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Slipping through the cracks on the Tigers' farm

LAKELAND, FL - MARCH 04: Joker Marchant Stadium during the game between the Baltimore Orioles and the Detroit Tigers on March 4, 2011 in Lakeland, Florida. The Orioles defeated the Tigers 6-2. (Photo by Leon Halip/Getty Images)
LAKELAND, FL - MARCH 04: Joker Marchant Stadium during the game between the Baltimore Orioles and the Detroit Tigers on March 4, 2011 in Lakeland, Florida. The Orioles defeated the Tigers 6-2. (Photo by Leon Halip/Getty Images)
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The Tigers' injury and performance problems have caused them to introduce Tiger fans to a lot of their top pitching and outfield prospects. This has led some to wonder about who was left in the system and caused others to panic because the answer is not a whole lot. Inevitably, though, when the question is asked, our inclination is to turn to the players who we just saw on all the prospect lists or in the most recent draft. You know, Jacob Turner, Chance Ruffin, Daniel Fields, Nick Castellanos, etc.

The fact that those same names always seem to come up led me to wonder about the rest of the organization. Could I come up with a player from each team who is performing well but not in the usual conversation as a top prospect? The answer was sort of. Ideally, I wanted to come up with players with legitimate big league hopes whose names I didn't think people would recognize too well because they weren't on the prospect lists. What I actually came away with are some players you may not know who are doing pretty well. They may or may not be prospects.


Matt Hoffman, LHP, 11/18/88

TBF: 93
IP: 20
H: 20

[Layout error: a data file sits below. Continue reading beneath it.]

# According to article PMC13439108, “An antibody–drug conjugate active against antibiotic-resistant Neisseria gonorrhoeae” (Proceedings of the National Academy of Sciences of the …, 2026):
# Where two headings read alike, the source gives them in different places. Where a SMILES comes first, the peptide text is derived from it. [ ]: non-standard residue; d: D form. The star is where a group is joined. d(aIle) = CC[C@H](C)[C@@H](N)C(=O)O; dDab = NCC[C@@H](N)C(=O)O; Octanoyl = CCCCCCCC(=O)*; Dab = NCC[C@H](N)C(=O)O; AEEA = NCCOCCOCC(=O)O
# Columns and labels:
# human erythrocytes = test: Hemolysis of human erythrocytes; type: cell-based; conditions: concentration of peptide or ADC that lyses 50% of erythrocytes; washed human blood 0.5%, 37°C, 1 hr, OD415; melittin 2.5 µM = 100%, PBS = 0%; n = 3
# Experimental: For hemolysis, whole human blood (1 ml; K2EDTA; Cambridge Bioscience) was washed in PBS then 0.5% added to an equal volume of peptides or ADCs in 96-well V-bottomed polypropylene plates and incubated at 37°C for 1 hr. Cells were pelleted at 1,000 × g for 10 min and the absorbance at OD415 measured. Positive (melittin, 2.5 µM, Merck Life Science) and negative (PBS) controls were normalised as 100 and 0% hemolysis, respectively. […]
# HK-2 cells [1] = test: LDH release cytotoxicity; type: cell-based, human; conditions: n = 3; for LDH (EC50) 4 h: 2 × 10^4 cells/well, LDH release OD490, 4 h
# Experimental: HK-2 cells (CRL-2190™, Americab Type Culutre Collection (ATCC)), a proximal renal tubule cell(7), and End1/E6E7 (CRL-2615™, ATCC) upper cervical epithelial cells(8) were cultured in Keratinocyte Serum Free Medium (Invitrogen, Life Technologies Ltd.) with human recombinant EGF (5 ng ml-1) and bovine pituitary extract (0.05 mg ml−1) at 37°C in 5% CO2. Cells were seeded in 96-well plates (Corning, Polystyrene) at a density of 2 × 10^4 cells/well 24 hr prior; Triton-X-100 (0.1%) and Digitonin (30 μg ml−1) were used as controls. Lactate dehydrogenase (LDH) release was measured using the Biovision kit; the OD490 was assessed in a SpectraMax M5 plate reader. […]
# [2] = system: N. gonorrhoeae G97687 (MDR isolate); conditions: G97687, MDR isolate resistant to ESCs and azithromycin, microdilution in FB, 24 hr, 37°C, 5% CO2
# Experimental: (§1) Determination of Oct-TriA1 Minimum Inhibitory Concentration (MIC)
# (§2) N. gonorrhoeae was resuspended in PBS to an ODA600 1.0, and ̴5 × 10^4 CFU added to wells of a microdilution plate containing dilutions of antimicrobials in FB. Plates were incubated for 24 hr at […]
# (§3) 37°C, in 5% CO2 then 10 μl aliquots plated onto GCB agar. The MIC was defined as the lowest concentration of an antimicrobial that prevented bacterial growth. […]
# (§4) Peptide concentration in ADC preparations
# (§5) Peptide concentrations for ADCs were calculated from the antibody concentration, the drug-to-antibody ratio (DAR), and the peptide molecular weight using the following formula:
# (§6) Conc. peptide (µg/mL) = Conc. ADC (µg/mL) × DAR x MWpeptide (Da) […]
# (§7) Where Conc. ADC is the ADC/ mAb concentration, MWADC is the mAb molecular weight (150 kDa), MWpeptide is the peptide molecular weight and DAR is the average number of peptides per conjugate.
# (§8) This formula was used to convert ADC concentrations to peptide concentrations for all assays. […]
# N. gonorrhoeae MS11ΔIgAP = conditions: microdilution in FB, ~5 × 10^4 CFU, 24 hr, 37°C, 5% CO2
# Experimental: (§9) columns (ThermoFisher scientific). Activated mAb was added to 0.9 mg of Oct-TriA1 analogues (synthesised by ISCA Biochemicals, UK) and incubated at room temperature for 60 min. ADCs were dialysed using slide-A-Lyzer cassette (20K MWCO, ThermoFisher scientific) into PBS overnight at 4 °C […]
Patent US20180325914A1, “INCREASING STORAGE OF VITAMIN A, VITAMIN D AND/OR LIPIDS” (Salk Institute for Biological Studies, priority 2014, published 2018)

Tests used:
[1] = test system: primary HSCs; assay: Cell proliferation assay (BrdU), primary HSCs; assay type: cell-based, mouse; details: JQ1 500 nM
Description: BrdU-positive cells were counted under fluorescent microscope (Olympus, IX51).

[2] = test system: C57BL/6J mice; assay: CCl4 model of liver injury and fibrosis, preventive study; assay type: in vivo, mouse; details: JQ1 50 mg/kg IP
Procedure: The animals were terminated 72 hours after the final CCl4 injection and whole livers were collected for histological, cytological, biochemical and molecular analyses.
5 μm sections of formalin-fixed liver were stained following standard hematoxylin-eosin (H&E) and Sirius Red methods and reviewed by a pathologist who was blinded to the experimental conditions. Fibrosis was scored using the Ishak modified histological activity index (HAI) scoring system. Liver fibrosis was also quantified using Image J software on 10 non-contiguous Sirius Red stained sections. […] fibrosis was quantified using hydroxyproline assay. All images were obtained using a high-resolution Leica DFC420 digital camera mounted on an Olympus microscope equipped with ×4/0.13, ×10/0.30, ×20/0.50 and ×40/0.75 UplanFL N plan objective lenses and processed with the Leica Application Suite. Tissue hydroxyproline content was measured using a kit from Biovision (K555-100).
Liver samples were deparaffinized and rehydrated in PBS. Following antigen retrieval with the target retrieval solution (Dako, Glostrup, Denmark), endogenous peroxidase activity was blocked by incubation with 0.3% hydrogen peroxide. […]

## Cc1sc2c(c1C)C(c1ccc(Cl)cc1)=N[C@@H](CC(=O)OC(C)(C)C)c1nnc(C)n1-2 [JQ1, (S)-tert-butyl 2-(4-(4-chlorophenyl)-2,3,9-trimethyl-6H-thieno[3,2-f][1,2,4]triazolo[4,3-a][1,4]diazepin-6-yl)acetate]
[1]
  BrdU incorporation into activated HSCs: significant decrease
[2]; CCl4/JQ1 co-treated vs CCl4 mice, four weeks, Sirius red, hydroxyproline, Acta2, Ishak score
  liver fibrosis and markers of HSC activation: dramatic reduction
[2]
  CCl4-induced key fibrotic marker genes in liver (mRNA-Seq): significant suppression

HR: 1
K: 17 (18.3%)
BB: 11 (11.8%)
ERA: 2.70
FIP: 3.95

Hoffman is a hard-throwing lefty from Owasso High School in Oklahoma, which is a baseball powerhouse. The Tigers have drafted Hoffman and Dallas Trahern from their ranks, and it'll be in the news for this year's draft because Dylan Bundy is likely an early first round pick. Pedigree aside, Hoffman has had an interesting pro career. He was an above slot signing in the expensive 2007 draft (along with Porcello, Crosby and Iorg) but struggled with the aggressive promotions the Tigers gave him. In 2008, he couldn't cut it in West Michigan but handled himself well in Oneonta after a demotion. In 2009, it was back to Grand Rapids where he dominated, only to be promoted to Lakeland where he was abused by Florida State League hitters. The next season brought more of the same except he dominated the FSL before getting pounded in Erie.

This season, I hoped he would get a chance to succeed at one level but after just one game in Erie he was moved up to Toledo where he's been ever since. When you consider the extent to which he struggled with his mid-season promotions to Lakeland and Erie, the numbers you see above may not be an unqualified success but they're certainly an improvement. And yes, I realize he spent some time in Toledo last season but I don't consider three appearances much of an assignment. This is quite an arduous path for a kid who's just 22, but he has big league possibilities. Currently, he's struggling with his control as he's walked at least one batter in each of his last five appearances for seven walks in six innings. If he can make his secondary pitches work alongside a fastball that can touch the mid-90s, though, this shouldn't be the last time you hear this name.